HealthScape Advisors’ Preliminary Insights on 2022 AEP - March Update
As a part of that brief, we noted that updates would be made as additional enrollment data became available. As of this update, CMS has published enrollment data through March 2022 and our team has compared March lkenrollment data to those from January. We noted plans whose enrollment either grew or contracted meaningfully during the months following the AEP as plans move into the Open Enrollment Period (OEP), which is an increasingly important strategic period as MA beneficiaries can switch between MA plans (or back to original Medicare) if they are unhappy with their plan selection.
Most National plans profiled in the original brief (Humana, CVS Health [Aetna], Kaiser, and Centene) continued trends of modest growth during the January to March period. While the growth has been modest in terms of growth percentage, the majority of the growth in the MA market continues to be captured by the Nationals. For example, UnitedHealthcare’s 1.5% enrollment growth equated to ~120K new members during the first three months of the year, which is more than the enrollment gains of all the Blues plans combined over the same period.
Our initial review noted Blues plans (those with 75k+ members) with the most enrollment growth following the AEP which included Highmark Inc. (Highmark), Blue Cross and Blue Shield of Minnesota (BCBSMN), Cambia Health Solutions (Cambia), Health Care Service Corporation (HCSC), and Blue Cross and Blue Shield of North Carolina (BCBSNC).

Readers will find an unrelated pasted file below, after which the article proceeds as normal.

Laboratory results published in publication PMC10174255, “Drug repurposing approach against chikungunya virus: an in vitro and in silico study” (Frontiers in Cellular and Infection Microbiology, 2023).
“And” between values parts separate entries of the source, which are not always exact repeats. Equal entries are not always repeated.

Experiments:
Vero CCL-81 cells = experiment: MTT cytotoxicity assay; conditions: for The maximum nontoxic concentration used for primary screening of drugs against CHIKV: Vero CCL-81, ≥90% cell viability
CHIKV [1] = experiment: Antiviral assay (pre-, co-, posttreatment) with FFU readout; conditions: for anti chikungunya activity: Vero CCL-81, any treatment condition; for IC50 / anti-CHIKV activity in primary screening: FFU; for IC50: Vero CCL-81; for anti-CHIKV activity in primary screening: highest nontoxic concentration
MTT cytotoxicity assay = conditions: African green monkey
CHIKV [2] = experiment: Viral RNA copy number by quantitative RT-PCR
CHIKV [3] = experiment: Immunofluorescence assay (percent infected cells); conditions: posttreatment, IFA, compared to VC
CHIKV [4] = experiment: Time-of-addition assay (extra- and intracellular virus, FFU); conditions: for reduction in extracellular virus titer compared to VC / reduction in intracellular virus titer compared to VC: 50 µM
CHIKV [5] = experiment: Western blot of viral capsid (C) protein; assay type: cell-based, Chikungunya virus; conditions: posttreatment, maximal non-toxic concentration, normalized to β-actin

Of these plans, BCBSNC grew the most (growth percentage vs. sheer enrollment) at 7.2% between January and March ( ↑23% since December 2021). While BCBSMN, Cambia, and HCSC all grew between 3-4% during the same timeframe, Highmark yielded the largest number of enrollees of the profiled group with roughly 7k new members.
None of the PSPs highlighted in our original brief experienced material growth or contraction during the period of January to March 2022 and as noted in our previous brief, PSPs did not experience significant growth over the AEP time period.
Two of the noted Start-Ups (Clover Health and Devoted Health) continued enrollment gains through Q1 2022, growing 25% and 70%, respectively, since December 2021 (roughly 15k and 37k enrollees, respectively).
The above observations serve to reinforce a guiding theme of our original brief that member acquisition during the AEP and OEP periods is only the first step towards a successful growth strategy, which must also focus on member engagement, satisfaction and retention, as well as growth strategies focused on the age-in population and other beneficiary categories like Employer Group Waiver Plans (EGWP) and Special Needs Plans (SNP).
Potential enrollees have more options than ever in plan selection across plans with household names (Nationals); regional footprint and local community-based focus (Blues); and promises of a personalized, simplified member experience (Start-Ups). Growth across all plans and plan types supports this optionality; however, plans must execute on necessary growth and retention strategies to realize their full potential.
Competition is clearly fierce amongst peers in the battle to differentiate at a surface level and capture market share –plans must evolve strategies beyond these “selling periods” of initial enrollment to win in the long-term.